Any workable form of government for such a fragile environment is going to have to provide mechanisms for prompt and non ideologically-biased responses to deviations from the baseline. It's going to have to provide solutions that work for everybody, because the environment is a lifeboat and if you give up on someone they will die (or worse, having no expectation of living may choose to take everybody else with them). It's going to have to provide a framework for settling arguments where there is no obvious "best" solution without pissing off one faction or the other, and a framework for orderly and non-violent transfers of power (because shaved apes are addicted to up-ending their social hierarchies). The bureaucracy it comes with is going to have to offer mechanisms for delegating authority across vast gulfs of space and time, be relatively lightweight (at least in the early decades of a colony), and should arguably satisfy Rawls' philosophical notion of justice as fairness and provide distributive justice, lest it give rise to grievances leading to instability or revolution. (As a propensity for fairness seems to be wired into primates at a very low level, running on an administrative system that optimizes for fairness seems like an appropriate way to minimize friction.)
Anyway. What other angles am I missing here? You, too, can help design a constitution for a space colony! Just remember two things: it has to be somewhere you'd be comfortable living the rest of your life as an ordinary citizen, and if you get it wrong, you can't walk away.
June 8, 2016
We interrupt this blog to bring you a news flash: somewhere in Scotland, an author just got home from a trip (hence the recent quiet) to discover a crate on his doorstep! A crate of nightmares! Grimoires bound in lurid magenta-on-black sleeves, pulsing and squirming to escape into the wild!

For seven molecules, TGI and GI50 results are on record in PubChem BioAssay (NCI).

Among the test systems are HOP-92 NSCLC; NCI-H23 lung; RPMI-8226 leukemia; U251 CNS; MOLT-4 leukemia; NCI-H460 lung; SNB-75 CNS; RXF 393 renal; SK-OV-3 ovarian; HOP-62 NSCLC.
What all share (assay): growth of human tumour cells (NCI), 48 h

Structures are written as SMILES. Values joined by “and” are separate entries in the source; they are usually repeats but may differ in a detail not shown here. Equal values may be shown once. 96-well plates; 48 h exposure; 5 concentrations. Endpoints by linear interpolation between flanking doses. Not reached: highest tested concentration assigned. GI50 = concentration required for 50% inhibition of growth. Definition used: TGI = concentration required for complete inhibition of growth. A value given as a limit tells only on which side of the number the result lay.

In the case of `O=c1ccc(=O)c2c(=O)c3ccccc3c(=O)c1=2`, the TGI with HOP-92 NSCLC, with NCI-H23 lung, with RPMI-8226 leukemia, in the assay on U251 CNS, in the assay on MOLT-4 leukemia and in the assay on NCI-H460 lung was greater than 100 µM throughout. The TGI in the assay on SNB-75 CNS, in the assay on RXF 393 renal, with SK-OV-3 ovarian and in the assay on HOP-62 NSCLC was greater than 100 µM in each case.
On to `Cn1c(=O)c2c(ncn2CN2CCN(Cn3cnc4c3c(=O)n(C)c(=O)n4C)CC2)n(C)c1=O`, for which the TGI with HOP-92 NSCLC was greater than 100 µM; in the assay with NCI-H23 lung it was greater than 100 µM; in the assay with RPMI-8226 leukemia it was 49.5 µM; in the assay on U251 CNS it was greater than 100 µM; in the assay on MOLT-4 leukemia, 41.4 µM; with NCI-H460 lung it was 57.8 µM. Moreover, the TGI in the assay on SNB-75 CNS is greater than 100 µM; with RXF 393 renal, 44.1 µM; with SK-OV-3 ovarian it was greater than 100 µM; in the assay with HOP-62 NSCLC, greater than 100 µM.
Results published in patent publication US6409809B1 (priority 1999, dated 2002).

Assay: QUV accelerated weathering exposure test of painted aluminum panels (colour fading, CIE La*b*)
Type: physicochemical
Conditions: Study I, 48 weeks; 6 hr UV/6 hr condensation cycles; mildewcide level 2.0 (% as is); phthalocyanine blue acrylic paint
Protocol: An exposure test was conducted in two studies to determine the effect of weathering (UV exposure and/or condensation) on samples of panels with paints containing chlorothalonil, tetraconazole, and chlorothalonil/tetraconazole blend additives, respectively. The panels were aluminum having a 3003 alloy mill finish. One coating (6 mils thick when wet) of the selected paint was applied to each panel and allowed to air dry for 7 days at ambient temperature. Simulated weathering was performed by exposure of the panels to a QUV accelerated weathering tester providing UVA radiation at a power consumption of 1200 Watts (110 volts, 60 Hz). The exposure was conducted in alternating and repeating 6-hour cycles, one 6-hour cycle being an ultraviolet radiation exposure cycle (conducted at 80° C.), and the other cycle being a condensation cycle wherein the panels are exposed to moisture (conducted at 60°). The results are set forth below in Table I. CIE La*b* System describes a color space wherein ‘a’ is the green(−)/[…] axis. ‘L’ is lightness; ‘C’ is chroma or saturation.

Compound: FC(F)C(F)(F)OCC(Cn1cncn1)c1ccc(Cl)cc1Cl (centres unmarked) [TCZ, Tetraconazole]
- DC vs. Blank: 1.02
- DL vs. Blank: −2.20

(The American edition is somewhat more discreet, and is probably a week behind.)
Publishers always ship authors a box of books right before publication. It's evidence that the thing has been printed and over the next few days cartons like this will be winging their way to warehouses, distribution hubs, and the stock rooms of bookstores who have pre-ordered it. It's not due to go on sale until June 23rd in the UK, and the 28th in the USA, but it takes a couple of weeks to filter through the supply chain so that stock is on hand everywhere.
I'm going to be in London on the 22nd, where Professor Ed James will be interviewing me on behalf of the British Science Fiction Association from 6pm; all are welcome. (Hopefully there'll be video of the event afterwards.)
The next day (the 23rd) I'm doing a launch/signing at the Forbidden Planet London Megastore at 6pm! Again, all are welcome, and FP are taking pre-orders (via that link).
And on Friday 24th I'm doing a reading and signing at Blackwell's Bookshop in Edinburgh from 6:30pm!
(These bookshops—and Transreal Fiction in Edinburgh—will have some signed copies for sale afterwards as well; they're generally happy to sell via mail order.)
The following week I am off to the west coast of the USA, for a number of events starting with the launch of the US edition, which comes out five days later (because supply chain reasons). I'll put up a separate itinerary on the blog in due course.